>>8269803

>>8269825

This Persons list is clearly biased. This is my schools program

Computer Science:

Prereqs:

Calc 1/2/3 same courses math majors take

Discrete math course, which surveys complexity, graph theory, combinatorics, set theory. Class was proof based, and around 30% dropped/failed.

CE takes two circuits classes that aren't typically aren't seen as hard

Programming in C, class is very time consuming and about 20% drop class in two weeks. This course is required/recommended by most natsci/eng majors

General requirements:

Algorithms/data structures, this our weed out course, it's takes ~40 hours For each project which are given every 10 days, C++ (optional CE)

Computer arch course

Complexity course. This is a proof based math course. Around 20% of the students are math majors, CS majors get destroyed by this course, but I think thy changed it slightly last year. CE doesn't take this one

Stats/Prob course, you get three choices here, they vary in difficulty and scope, so you get what you want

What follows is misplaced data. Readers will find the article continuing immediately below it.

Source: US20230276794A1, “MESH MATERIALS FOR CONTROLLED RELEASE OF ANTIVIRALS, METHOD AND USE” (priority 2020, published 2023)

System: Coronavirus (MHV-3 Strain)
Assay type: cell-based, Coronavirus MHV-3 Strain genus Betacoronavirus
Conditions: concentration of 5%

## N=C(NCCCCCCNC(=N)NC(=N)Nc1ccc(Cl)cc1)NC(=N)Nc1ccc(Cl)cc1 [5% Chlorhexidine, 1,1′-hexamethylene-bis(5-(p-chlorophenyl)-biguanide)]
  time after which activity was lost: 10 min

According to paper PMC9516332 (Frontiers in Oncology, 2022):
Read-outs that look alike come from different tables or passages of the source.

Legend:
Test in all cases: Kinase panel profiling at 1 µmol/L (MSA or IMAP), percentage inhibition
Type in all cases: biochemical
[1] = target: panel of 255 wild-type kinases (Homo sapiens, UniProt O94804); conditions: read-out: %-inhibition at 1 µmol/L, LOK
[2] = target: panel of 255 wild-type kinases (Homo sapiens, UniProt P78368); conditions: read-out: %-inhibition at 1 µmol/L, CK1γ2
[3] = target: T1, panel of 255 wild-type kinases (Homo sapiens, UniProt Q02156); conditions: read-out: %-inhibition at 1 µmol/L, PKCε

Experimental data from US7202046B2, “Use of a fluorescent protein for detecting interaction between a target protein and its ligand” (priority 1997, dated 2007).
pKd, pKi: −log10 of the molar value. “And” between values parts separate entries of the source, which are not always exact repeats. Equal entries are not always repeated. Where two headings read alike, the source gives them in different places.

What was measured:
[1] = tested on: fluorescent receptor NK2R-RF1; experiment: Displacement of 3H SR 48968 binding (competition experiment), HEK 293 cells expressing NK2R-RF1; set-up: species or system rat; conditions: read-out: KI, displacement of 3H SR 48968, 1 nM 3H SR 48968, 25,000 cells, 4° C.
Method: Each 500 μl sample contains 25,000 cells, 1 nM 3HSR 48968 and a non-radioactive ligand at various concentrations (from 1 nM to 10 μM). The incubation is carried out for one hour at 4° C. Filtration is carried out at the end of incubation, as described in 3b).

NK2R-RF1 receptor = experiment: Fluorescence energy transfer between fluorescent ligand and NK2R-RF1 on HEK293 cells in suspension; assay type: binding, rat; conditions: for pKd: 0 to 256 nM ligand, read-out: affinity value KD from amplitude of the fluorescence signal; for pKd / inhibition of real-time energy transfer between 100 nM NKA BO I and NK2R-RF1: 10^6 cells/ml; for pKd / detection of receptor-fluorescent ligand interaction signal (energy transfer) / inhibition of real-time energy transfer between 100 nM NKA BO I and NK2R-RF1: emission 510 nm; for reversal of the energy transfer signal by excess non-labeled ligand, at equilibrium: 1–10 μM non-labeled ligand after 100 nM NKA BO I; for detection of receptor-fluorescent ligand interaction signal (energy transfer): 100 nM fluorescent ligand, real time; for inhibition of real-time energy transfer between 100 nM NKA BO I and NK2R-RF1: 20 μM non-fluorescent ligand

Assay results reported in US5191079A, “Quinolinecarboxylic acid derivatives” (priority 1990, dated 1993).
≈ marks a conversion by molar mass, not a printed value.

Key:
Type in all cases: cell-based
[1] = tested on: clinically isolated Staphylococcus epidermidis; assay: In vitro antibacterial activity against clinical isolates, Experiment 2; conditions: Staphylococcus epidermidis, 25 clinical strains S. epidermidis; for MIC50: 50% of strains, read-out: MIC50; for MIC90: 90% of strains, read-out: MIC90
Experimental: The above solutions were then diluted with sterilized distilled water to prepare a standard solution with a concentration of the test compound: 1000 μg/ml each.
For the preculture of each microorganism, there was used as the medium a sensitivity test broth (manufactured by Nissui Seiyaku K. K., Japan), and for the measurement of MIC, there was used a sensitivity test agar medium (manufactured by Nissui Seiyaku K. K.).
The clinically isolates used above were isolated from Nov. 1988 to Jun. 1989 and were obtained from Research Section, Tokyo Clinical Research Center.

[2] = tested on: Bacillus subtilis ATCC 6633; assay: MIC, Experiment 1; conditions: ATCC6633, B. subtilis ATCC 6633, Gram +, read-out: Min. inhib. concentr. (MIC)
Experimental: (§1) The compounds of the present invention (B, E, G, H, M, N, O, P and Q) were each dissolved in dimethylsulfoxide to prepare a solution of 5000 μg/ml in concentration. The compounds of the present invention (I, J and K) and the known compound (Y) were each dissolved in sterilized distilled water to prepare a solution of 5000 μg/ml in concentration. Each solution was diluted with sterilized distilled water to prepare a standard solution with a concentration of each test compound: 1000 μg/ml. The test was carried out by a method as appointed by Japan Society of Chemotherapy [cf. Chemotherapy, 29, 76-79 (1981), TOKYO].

CE chooses 2 from algorithms/data structures, signals, more circuits, or microprocessor design

Linear algebra isn't required but if you don't take it, you are severely limited for course selection, as about half the upper level courses require it.

There are 7 upper lever courses both CS/CE majors get to choose from a pool of electives, around 70% are common to both. What you take is based on what other courses you've taken. There's a range of electives, these include

software focused courses like web , Os, and, Advanced OOP.

theoretical math courses like algorithmic theory, cyptography, formal verification. Architecture

CE stuff, microprocessor design, architecture, Vsli

AI/ML: robotics, machine learning, computer vision

It's worth noting that there are easy and difficult courses in each area, I.e our cryptography course is easy, while the oop course is considered the hardest course offered by the university.